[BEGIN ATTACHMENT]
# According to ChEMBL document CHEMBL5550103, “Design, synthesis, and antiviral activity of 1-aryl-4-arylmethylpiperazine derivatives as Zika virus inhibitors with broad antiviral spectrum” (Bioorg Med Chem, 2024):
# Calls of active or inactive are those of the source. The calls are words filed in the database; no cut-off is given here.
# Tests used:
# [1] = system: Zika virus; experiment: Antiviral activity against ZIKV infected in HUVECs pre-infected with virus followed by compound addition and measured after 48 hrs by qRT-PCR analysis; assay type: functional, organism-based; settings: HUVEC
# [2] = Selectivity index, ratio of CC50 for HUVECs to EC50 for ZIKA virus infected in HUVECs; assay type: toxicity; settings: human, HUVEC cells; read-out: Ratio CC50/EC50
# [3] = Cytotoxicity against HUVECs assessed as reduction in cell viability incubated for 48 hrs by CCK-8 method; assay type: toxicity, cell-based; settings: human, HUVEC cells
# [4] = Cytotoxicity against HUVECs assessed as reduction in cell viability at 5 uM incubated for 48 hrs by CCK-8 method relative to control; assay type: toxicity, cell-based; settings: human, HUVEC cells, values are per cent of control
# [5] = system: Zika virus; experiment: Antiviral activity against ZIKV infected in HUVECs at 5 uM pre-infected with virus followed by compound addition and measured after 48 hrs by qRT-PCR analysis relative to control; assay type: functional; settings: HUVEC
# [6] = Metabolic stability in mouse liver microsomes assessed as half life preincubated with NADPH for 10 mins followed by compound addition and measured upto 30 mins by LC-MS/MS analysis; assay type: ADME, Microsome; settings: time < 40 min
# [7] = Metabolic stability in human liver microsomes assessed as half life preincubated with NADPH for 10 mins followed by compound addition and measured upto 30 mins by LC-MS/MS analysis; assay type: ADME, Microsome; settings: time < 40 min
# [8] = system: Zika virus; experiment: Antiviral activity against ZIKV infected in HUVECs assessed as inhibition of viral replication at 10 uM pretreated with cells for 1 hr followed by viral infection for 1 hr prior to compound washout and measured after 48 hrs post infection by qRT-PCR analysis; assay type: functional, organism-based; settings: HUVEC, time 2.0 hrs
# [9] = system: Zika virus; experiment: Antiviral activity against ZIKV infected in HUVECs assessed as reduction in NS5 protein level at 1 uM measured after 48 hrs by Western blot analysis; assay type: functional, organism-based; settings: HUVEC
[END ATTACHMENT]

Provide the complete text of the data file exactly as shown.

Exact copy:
# According to ChEMBL document CHEMBL5550103, “Design, synthesis, and antiviral activity of 1-aryl-4-arylmethylpiperazine derivatives as Zika virus inhibitors with broad antiviral spectrum” (Bioorg Med Chem, 2024):
# Calls of active or inactive are those of the source. The calls are words filed in the database; no cut-off is given here.
# Tests used:
# [1] = system: Zika virus; experiment: Antiviral activity against ZIKV infected in HUVECs pre-infected with virus followed by compound addition and measured after 48 hrs by qRT-PCR analysis; assay type: functional, organism-based; settings: HUVEC
# [2] = Selectivity index, ratio of CC50 for HUVECs to EC50 for ZIKA virus infected in HUVECs; assay type: toxicity; settings: human, HUVEC cells; read-out: Ratio CC50/EC50
# [3] = Cytotoxicity against HUVECs assessed as reduction in cell viability incubated for 48 hrs by CCK-8 method; assay type: toxicity, cell-based; settings: human, HUVEC cells
# [4] = Cytotoxicity against HUVECs assessed as reduction in cell viability at 5 uM incubated for 48 hrs by CCK-8 method relative to control; assay type: toxicity, cell-based; settings: human, HUVEC cells, values are per cent of control
# [5] = system: Zika virus; experiment: Antiviral activity against ZIKV infected in HUVECs at 5 uM pre-infected with virus followed by compound addition and measured after 48 hrs by qRT-PCR analysis relative to control; assay type: functional; settings: HUVEC
# [6] = Metabolic stability in mouse liver microsomes assessed as half life preincubated with NADPH for 10 mins followed by compound addition and measured upto 30 mins by LC-MS/MS analysis; assay type: ADME, Microsome; settings: time < 40 min
# [7] = Metabolic stability in human liver microsomes assessed as half life preincubated with NADPH for 10 mins followed by compound addition and measured upto 30 mins by LC-MS/MS analysis; assay type: ADME, Microsome; settings: time < 40 min
# [8] = system: Zika virus; experiment: Antiviral activity against ZIKV infected in HUVECs assessed as inhibition of viral replication at 10 uM pretreated with cells for 1 hr followed by viral infection for 1 hr prior to compound washout and measured after 48 hrs post infection by qRT-PCR analysis; assay type: functional, organism-based; settings: HUVEC, time 2.0 hrs
# [9] = system: Zika virus; experiment: Antiviral activity against ZIKV infected in HUVECs assessed as reduction in NS5 protein level at 1 uM measured after 48 hrs by Western blot analysis; assay type: functional, organism-based; settings: HUVEC